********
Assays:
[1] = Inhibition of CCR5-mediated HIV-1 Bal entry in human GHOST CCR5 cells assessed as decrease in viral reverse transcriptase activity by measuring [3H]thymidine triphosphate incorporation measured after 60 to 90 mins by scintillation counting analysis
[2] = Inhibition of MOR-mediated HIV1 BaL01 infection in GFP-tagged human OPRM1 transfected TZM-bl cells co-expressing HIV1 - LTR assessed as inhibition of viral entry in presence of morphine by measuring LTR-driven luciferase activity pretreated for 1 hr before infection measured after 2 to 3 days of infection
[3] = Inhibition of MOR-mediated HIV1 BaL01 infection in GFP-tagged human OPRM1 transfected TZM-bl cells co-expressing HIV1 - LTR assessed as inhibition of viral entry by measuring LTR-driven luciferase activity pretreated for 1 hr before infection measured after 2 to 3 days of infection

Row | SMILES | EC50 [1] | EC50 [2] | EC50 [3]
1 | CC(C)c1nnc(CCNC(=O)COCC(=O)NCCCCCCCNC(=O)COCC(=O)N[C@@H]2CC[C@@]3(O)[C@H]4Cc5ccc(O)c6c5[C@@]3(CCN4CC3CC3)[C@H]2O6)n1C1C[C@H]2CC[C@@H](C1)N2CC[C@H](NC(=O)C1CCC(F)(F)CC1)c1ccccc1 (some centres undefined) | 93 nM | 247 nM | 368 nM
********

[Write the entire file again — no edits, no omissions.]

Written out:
Assays:
[1] = Inhibition of CCR5-mediated HIV-1 Bal entry in human GHOST CCR5 cells assessed as decrease in viral reverse transcriptase activity by measuring [3H]thymidine triphosphate incorporation measured after 60 to 90 mins by scintillation counting analysis
[2] = Inhibition of MOR-mediated HIV1 BaL01 infection in GFP-tagged human OPRM1 transfected TZM-bl cells co-expressing HIV1 - LTR assessed as inhibition of viral entry in presence of morphine by measuring LTR-driven luciferase activity pretreated for 1 hr before infection measured after 2 to 3 days of infection
[3] = Inhibition of MOR-mediated HIV1 BaL01 infection in GFP-tagged human OPRM1 transfected TZM-bl cells co-expressing HIV1 - LTR assessed as inhibition of viral entry by measuring LTR-driven luciferase activity pretreated for 1 hr before infection measured after 2 to 3 days of infection

Row | SMILES | EC50 [1] | EC50 [2] | EC50 [3]
1 | CC(C)c1nnc(CCNC(=O)COCC(=O)NCCCCCCCNC(=O)COCC(=O)N[C@@H]2CC[C@@]3(O)[C@H]4Cc5ccc(O)c6c5[C@@]3(CCN4CC3CC3)[C@H]2O6)n1C1C[C@H]2CC[C@@H](C1)N2CC[C@H](NC(=O)C1CCC(F)(F)CC1)c1ccccc1 (some centres undefined) | 93 nM | 247 nM | 368 nM